NANPA PL #407 -- Introduction of Toll-Free 855
- View SourceBack in April 2010, I had posted that the 2010-1Q NANPA Newsletter made
mention that toll-free 866 was approaching "exhaust" (estimated around
2011/12 time-frame), and that the North American telco industry would
request that the FCC approve opening up the "next" toll-free special
area code, 855, for assignment of actual numbers to actual customers.
Today, Tuesday 06-July-2010, NeuStar-NANPA issued Planning Letter #407,
regarding the opening up of toll-free special area code 855, this PL-407
can be downloaded from http://www.nanpa.com/pdf/PL_407.pdf which mentions
that on (Friday) 25-June-2010, the Wireline Competition division of the
FCC has authorized the opening up of 855 at "12pm" Eastern 01-October-2010.
I assume that this means "12 Noon" (Eastern) on Friday 01-October-2010
and not 12:01am (right after midnight) starting on that Friday...
NeuStar-NANPA does not "directly" assign ten-digit 8YY-nxx-xxxx line-numbers
to requesting customers or carriers. That is handled by a couple of
North American telephone industry consortium bodies, one of them being
DSMI (Database Services Management Inc), the other being "SMS Toll-Free".
At one time, Lockheed-Martin was involved with one of these two consortiums,
known as the "800 NASC" (Numbering Assignment Service Center). This was
several years before LM took over basic/overall/general NANPA functions
from Bellcore in the 1997/98 timeframe. I don't know if LM still has
anything to do with any "800 NASC" or "SMS Toll-Free" body anymore, but
I think that DSMI and/or "SMS Toll-Free" is still "somehow" associated
with Telcordia (formerly Bellcore).
The specific recent (1st half 2010) procedural history regarding 855
with the FCC and various industry bodies is outlined in this Planning
One thing that is not specifically mentioned, though, is that originally,
both 866 and 855 were to have been introduced for toll-free numbering
assignments "nearly" simultaneously, both in Spring 2000, a (few) weeks
to a month apart from each other, 866 first followed by 855. I don't
remember the exact planned implementation dates/interval though.
However, the FCC postponed those dates. I seem to remember that the
ultimate implementation of 866 for actual line-number assignments was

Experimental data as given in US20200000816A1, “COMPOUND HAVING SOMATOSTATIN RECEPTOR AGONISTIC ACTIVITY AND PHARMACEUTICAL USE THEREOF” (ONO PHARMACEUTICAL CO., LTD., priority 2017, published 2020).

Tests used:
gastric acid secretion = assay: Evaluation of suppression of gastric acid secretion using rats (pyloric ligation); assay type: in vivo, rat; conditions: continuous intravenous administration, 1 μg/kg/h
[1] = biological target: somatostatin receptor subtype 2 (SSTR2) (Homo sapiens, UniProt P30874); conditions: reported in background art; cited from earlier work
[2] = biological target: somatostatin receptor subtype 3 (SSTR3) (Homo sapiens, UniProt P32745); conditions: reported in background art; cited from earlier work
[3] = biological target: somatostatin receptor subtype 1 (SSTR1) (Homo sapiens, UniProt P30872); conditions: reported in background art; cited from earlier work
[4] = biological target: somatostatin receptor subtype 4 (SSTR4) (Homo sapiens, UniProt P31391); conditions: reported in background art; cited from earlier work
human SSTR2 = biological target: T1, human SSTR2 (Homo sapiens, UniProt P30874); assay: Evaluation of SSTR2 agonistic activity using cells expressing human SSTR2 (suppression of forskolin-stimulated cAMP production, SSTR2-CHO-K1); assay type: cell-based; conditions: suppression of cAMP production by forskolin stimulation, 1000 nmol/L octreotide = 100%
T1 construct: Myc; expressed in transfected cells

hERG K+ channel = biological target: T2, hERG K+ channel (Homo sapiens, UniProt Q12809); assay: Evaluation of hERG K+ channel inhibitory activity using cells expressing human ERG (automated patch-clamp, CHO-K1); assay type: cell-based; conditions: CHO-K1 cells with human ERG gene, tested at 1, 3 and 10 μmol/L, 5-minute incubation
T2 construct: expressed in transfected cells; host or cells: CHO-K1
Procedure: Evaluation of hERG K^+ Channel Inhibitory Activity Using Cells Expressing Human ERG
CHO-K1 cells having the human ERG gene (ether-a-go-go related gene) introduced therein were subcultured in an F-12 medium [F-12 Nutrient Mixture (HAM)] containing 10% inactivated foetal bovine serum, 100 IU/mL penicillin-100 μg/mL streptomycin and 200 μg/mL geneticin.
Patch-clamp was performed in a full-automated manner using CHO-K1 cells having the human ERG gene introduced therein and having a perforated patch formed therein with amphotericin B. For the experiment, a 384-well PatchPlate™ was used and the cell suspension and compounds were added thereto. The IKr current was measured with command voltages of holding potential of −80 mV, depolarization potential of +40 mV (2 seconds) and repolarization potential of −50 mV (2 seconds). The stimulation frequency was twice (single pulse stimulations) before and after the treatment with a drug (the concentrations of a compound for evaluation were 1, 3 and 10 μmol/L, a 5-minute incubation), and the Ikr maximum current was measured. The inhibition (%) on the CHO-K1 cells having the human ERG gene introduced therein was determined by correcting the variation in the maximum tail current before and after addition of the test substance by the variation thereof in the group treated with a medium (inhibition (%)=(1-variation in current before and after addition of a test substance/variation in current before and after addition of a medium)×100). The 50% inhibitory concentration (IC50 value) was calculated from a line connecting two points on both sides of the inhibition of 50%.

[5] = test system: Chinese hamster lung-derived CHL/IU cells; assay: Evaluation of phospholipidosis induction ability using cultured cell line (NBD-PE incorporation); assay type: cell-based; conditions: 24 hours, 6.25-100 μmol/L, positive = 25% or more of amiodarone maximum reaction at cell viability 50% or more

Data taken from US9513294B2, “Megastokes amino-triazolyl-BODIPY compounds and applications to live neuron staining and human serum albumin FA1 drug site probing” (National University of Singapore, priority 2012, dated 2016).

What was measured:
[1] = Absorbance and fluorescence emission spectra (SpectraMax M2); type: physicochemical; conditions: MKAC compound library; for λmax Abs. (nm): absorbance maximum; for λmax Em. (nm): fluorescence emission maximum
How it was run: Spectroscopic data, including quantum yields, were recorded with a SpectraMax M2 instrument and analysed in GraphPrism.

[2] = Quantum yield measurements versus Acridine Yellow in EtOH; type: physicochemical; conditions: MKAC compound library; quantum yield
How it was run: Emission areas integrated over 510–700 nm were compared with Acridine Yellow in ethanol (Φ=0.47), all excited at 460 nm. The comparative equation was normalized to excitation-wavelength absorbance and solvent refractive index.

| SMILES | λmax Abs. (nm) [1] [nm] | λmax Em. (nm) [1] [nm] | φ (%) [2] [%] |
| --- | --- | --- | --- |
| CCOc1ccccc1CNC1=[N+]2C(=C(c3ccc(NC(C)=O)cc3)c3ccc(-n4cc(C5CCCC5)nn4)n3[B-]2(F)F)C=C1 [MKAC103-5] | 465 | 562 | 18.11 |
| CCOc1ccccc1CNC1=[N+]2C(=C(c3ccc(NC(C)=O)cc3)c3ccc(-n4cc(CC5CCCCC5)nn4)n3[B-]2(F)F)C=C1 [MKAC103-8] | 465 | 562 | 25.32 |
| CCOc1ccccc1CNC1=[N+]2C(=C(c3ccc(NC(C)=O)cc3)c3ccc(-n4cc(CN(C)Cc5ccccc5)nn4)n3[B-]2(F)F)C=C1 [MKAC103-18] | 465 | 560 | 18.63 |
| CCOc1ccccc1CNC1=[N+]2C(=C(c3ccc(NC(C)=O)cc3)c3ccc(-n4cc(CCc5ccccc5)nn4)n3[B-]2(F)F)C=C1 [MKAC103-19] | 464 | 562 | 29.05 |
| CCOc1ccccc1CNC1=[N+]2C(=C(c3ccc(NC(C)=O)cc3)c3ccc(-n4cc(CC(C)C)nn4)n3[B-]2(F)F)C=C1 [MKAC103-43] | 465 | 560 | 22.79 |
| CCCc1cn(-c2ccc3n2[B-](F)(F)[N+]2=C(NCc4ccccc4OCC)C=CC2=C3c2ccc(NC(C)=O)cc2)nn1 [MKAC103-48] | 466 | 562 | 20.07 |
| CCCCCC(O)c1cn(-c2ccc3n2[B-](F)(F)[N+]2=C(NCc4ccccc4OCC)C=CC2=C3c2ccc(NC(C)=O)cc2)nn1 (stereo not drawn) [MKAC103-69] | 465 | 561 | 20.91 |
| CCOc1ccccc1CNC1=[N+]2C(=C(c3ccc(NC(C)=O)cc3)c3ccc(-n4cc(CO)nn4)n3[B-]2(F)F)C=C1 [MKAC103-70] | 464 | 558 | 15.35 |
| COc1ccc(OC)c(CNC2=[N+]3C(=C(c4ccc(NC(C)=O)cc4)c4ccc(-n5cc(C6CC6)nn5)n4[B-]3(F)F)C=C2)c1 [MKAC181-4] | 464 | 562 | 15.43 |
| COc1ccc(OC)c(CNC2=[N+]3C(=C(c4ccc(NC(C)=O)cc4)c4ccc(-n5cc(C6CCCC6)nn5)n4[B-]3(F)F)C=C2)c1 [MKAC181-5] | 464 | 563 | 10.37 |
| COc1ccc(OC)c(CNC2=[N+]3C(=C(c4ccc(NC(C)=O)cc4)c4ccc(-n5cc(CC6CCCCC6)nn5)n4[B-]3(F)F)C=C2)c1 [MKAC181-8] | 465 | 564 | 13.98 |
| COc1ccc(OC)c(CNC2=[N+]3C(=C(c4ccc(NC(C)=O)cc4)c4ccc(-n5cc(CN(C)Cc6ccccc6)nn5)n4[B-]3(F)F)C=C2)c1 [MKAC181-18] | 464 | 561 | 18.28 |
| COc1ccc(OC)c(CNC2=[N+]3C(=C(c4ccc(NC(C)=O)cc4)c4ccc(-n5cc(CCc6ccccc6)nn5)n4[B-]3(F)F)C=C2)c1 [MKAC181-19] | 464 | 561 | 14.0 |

in Fall 2000 (November?), and that 855 was "postponed until further
notice". The note in PL-407 mentions that 866 was actually implemented
in July 2000 (Summer). It was ten years ago, and I don't have immediate
access to my notes from back then.
There is no mention in today's Planning Letter about testing for the
new toll-free 855 special area code... I do remember that the 250 office
code within all toll-free area codes is reserved for "testing purposes"
on the -0000 through -1499 line-number block. (I assume that 8yy-250-1500
through -9999 is available for assignment to regular customers though).
Specific four-digit line-numbers or specific "blocks" of line-numbers
within the -0000 through -1499 range are to be "duplicate assigned" to
the same service providers regardless of the actual toll-free SAC, i.e.,
it is the same assignment on 800, 888, 877, 866, now 855, and future
844, 833, 822, etc. However, with mergers, name-changes, etc. and just
the overall change in the telco industry over the past ten years, I
don't know "exactly how" the ATIS-INC/NRRIC/OBF/etc. bodies which
maintained the 8yy-250-0000 thru -1499 test-number assignments still
hold today (2010). i.e., since VeriZon/NYNEX/NET&T no longer operates
in ME/NH/VT, does FairPoint have any (new) 855-250-xxxx or range of
-xxxx's for testing, separate and distinct from the legacy 8yy-250-xxxx(s)
for VZ/NET&T? Same for Frontier in legacy BOC areas in West Virginia,
now that this is no longer part of VZ/Bell-Atlantic which has its own
legacy 855-250-xxxx(s), etc. Remember that "for the most part" the
incumbent LEC maintains (copies of) databases for translations to
determine "which" IXC (or even LEC/CLEC) to hand-off a dialed 8yy-nxx-xxxx
call over to, the actual service provider(s) that route the dialed
toll-free number being determined by the paying/called customer who
has "purchased" that toll-free 8yy number/service.
Ten years ago, 855 was originally to have been implemented almost
simultaneously with 866, even though 855 has been postponed for ten years.
The local, LATA, and interexchange carrier networks (landline and
wireless, etc), were all to have been "readied" for proper database-dipping,
translation, and routing of 866-nxx-xxxx _AND_ 855-nxx-xxxx numbers as
of Spring 2000. Thus, if nothing has changed, and all new switches
implemented in the network since then have 855 opened up as "valid"
along the same lines as 866, 877, 888, 800 are for routing/etc., then
there "should" be no problem with opening up assignment of 855-nxx-xxxx
numbers and their proper routing throughout the network regardless of
which carrier/telco/etc. a call originates on, placed to an 855-nxx-xxxx
number.... Well, considering how the telco industry is these days,
I guess "we'll see"! (I do remember numerous routing problems with the
introduction of 877 back in Spring 1998, mainly with origination from
Mark J. Cuccia
markjcuccia at yahoo dot com
Lafayette LA, formerly of New Orleans LA pre-Katrina